Ah, yes. Now is finally the time for me to do my long-awaited total autopsy on the myriad of reasons I hated Yuri on Ice!. Just kidding, we will talk about that a little but really only to highlight on a bigger point. This, much like Deadpool is a love-story. It’s the story of how this anime Stella got her groove back and how I fell for the medium that propelled me to middling convention success.
But some background. I sound so tsundere talking about YoI because honestly, it’s fine. My feelings have long since simmered away from active hatred to just more of rounded disappointment. It’s odd watching an anime that was like genetically modified for me to like it. Victor’s every 90s anime boy in one and Yuri’s literally a cinnamon roll with no personality. But to me it was so aggressively average that its stans simply exhausted me. I had no patience or desire to deal with people who said it’s the greatest show ever. It was Free! but with ice-skating instead of swimming down to the completely interchangeable doormat of a dark-haired main character to the far more charismatic side cast and a second season full of more interesting characters that we can’t focus on because we gotta focus on the breeding pair that faces zero tension or conflict.
I’m getting ahead of myself. We’re here to talk about love.
So after my heart was ripped out of my chest by the summer, fall and winter of gay ice-skating, I was actually pretty burned on all things. It was like the world had lost its luster and while I still very much enjoyed the classics (they’re classics for a reason) I had a hard time enjoying new things. Close friends and followers will recall my immense disappointment with Pokemon: Sun/Moon and Pokemon: Ultra Sun/Moon. It was like a fog floated over me. I was afraid to like anything too much for fear that I would hear Victor’s smug cackling in the back of my mind as if to mock me and my feelings of ambivalence and continue to damn me for feeling something that wasn’t unfettered and overly enthusiastic support.
And then Hitorijime My Hero started.
This is an old boy’s love story. I vaguely remembered each character or at least the shape of them. The plot is…simple? Setagawa is a high-school student who looks up to his sensei, Kousuke and Kousuke is older and a teacher and thus conflama. In addition there are side characters who are far less important than Masahiro Setagawa and Kousuke Oshiba: they matter the most to me and the most to the show. And honestly, breaking it down, this is a re-skinned Gravitation but instead of Shuichi being an idiot, he’s a sensitive and conflicted student who falls in love with the only person who treats him as a complex human being rather than a pawn or puppy and the stand in for Yuki Eiri is actually loving, kind, supportive and protective: so the opposite of Gravitation. It’s a simple little story. It isn’t trying to be more than what it is. It isn’t claiming to be more than what it is. It’s a basic love story with plenty of heart and even though the last couple of episodes with Kousuke’s dumb and contrived plan to “test” his relationship are stupid on Yuki Eiri levels; I can mostly forgive this show.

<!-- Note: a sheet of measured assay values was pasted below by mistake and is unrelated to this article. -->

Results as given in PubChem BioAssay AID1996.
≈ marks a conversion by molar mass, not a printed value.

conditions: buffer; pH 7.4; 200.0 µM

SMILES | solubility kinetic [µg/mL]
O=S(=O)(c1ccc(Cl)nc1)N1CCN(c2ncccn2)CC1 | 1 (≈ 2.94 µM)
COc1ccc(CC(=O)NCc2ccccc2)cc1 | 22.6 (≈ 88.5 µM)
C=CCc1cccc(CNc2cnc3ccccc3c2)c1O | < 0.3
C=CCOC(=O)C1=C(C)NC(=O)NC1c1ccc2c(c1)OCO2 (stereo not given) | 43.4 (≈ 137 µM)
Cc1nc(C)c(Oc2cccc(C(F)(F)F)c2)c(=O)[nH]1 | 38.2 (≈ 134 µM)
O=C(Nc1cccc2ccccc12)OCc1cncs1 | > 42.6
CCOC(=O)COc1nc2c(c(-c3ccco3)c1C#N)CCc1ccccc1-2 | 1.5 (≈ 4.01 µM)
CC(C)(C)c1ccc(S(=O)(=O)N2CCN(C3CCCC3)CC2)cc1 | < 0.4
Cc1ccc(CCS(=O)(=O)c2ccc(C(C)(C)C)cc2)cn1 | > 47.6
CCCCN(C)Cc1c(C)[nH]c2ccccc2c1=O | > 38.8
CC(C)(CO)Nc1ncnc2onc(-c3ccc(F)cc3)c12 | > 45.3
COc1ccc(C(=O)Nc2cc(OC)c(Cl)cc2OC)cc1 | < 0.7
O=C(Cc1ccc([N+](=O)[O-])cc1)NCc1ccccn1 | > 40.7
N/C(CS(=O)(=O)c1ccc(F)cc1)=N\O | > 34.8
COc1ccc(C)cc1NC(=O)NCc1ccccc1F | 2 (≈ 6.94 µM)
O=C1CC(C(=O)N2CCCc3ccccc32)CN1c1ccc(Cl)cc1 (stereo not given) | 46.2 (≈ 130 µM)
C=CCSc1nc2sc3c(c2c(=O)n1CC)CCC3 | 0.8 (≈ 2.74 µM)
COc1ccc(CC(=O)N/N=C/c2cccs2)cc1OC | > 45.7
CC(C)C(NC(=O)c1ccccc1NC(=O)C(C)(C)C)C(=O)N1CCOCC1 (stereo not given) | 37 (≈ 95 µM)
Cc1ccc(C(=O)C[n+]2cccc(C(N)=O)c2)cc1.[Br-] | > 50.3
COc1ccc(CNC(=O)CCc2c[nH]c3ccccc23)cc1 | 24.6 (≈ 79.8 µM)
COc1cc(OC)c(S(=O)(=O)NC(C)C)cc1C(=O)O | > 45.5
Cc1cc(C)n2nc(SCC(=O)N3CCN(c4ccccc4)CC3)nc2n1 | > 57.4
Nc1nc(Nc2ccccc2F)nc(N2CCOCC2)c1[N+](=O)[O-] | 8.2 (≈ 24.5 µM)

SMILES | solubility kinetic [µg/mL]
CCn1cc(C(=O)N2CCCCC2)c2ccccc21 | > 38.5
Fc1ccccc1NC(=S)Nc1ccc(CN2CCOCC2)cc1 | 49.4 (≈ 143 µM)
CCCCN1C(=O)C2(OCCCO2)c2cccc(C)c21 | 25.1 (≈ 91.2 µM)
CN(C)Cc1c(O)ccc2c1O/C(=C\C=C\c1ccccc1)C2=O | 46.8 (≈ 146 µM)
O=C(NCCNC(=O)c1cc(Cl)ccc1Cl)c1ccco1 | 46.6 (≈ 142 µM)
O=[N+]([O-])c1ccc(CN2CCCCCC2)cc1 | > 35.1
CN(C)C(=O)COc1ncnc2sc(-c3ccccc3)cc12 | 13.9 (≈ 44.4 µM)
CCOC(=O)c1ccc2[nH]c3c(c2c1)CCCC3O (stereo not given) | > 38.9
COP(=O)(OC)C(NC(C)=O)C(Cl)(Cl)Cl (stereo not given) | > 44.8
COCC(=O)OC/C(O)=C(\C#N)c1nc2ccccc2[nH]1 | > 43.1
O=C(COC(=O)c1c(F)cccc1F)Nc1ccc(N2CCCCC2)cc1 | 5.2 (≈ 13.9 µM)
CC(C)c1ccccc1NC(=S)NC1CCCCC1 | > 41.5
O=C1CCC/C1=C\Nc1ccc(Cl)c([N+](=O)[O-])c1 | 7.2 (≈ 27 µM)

The show never tries to be more than it is and is really simple. And for that very reason, I fell in love. It wasn’t the greatest, no one said it was the first, the best, the anything. This goes back to my earlier thesis statement of people reading too much into “It’s okay.”
I was floored with how hyperbolic the discussion around YoI was. Yuri is not the first anime character with anxiety. Victor is not the oldest love interest in a boy’s love series. Yurio is far from the most complex rival. All the beats of the series have been done by other series (some series have done those beats better) and while sure, YoI did fine with its depictions, it was far from the best, brightest or anything: it was an animated television show about ice-skating that was very gay.
But what Hitorijime My Hero does well, it’s good at. The voice acting (at least subbed, I cannot speak for the dub) was wonderful and from the start of episode 1 with Setagawa saying that he looked up to the heroes he saw on television and how they helped him cope with his less than ideal life. I loved the opening theme, the closing theme. I loved all of it. And I was far from the only fan talking about the show. But no one had the audacity to say that the show was doing anything revolutionary. I fangirled over this series like many I’m sure did when they decided ice-skating was cool. I sketched costumes, learned theme songs, memorized dialogue and I fell deeper and deeper for the show. I finished season one satisfied and despite my love of it, it passed through me. My life moved on. It didn’t make history, I wasn’t forever changed. I was fine with it and still am. I never finished my costume but the high I felt while trying to morph my body into something that looked like Kousuke Oshiba is a joy I still feel. The anime made me happy for one glorious and fleeting seasons and like then, it was done.
Hitorijime My Hero never tried to be more than what it is. And for that, I love it.